Tells the split operator to split the target string on whitespace without invoking the regex engine. The
           definition of whitespace varies depending on whether the target string is a UTF-8 string and on whether
           RXf_PMf_LOCALE is set.

           Perl's engine sets this flag if the pattern is "\s+".

           Tells the split operator to split the target string on characters. The definition of character varies
           depending on whether the target string is a UTF-8 string.

           Perl's engine sets this flag on empty patterns, this optimization makes "split //" much faster than it
           would otherwise be. It's even faster than "unpack".

           I32 exec(pTHX_ REGEXP * const rx,
                    char *stringarg, char* strend, char* strbeg,
                    I32 minend, SV* screamer,
                    void* data, U32 flags);

       Execute a regexp.

           char* intuit(pTHX_ REGEXP * const rx,
                         SV *sv, char *strpos, char *strend,
                         const U32 flags, struct re_scream_pos_data_s *data);

       Find the start position where a regex match should be attempted, or possibly whether the regex engine should
       not be run because the pattern can't match. This is called as appropriate by the core depending on the values
       of the extflags member of the regexp structure.

           SV* checkstr(pTHX_ REGEXP * const rx);

       Return a SV containing a string that must appear in the pattern. Used by "split" for optimising matches.

           void free(pTHX_ REGEXP * const rx);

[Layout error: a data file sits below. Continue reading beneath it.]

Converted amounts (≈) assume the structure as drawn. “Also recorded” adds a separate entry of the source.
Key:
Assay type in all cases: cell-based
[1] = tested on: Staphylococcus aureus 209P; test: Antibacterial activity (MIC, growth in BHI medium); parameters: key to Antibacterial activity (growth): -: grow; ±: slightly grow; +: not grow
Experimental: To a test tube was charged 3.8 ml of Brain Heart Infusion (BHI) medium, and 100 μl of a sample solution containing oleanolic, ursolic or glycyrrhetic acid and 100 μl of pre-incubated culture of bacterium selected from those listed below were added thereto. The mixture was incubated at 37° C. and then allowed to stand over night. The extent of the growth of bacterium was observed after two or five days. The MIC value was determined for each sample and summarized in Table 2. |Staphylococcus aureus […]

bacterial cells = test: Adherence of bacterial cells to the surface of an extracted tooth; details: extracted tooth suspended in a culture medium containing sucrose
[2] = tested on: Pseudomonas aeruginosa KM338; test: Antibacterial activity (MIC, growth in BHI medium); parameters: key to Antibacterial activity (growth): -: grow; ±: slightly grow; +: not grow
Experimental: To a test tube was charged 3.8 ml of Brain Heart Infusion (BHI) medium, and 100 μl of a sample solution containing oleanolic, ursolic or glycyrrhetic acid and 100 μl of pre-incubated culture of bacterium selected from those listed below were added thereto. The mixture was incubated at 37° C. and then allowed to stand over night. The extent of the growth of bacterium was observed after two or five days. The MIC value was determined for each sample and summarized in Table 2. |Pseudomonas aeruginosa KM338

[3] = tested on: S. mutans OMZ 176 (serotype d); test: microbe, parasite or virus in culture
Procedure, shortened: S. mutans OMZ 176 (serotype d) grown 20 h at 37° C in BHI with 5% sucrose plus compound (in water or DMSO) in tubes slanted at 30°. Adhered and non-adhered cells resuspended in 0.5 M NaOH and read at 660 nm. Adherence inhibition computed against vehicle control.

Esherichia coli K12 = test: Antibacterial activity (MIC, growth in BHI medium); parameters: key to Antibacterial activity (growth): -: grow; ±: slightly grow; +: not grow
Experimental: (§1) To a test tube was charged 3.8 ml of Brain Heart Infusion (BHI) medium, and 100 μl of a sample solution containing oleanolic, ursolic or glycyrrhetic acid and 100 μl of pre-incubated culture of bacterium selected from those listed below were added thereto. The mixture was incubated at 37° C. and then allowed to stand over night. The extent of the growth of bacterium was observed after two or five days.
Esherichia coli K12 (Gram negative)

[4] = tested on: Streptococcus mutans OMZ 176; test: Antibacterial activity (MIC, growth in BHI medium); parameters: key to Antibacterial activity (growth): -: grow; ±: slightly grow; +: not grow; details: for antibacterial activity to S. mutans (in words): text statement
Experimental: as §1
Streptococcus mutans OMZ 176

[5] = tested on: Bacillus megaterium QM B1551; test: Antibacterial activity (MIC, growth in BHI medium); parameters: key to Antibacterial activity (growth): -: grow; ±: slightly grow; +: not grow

Called by perl when it is freeing a regexp pattern so that the engine can release any resources pointed to by
       the "pprivate" member of the regexp structure. This is only responsible for freeing private data; perl will
       handle releasing anything else contained in the regexp structure.

   Numbered capture callbacks
       Called to get/set the value of "$`", "$'", $& and their named equivalents, ${^PREMATCH}, ${^POSTMATCH} and
       $^{MATCH}, as well as the numbered capture buffers ($1, $2, ...).

       The "paren" parameter will be "-2" for "$`", "-1" for "$'", 0 for $&, 1 for $1 and so forth.

       The names have been chosen by analogy with Tie::Scalar methods names with an additional LENGTH callback for
       efficiency. However named capture variables are currently not tied internally but implemented via magic.


           void numbered_buff_FETCH(pTHX_ REGEXP * const rx, const I32 paren,
                                    SV * const sv);

       Fetch a specified numbered capture. "sv" should be set to the scalar to return, the scalar is passed as an
       argument rather than being returned from the function because when it's called perl already has a scalar to
       store the value, creating another one would be redundant. The scalar can be set with "sv_setsv", "sv_setpvn"
       and friends, see perlapi.

       This callback is where perl untaints its own capture variables under taint mode (see perlsec). See the
       "Perl_reg_numbered_buff_fetch" function in regcomp.c for how to untaint capture variables if that's something
       you'd like your engine to do as well.


           void    (*numbered_buff_STORE) (pTHX_ REGEXP * const rx, const I32 paren,
                                           SV const * const value);

       Set the value of a numbered capture variable. "value" is the scalar that is to be used as the new value. It's
       up to the engine to make sure this is used as the new value (or reject it).


           if ("ook" =~ /(o*)/) {
               # `paren' will be `1' and `value' will be `ee'
               $1 =~ tr/o/e/;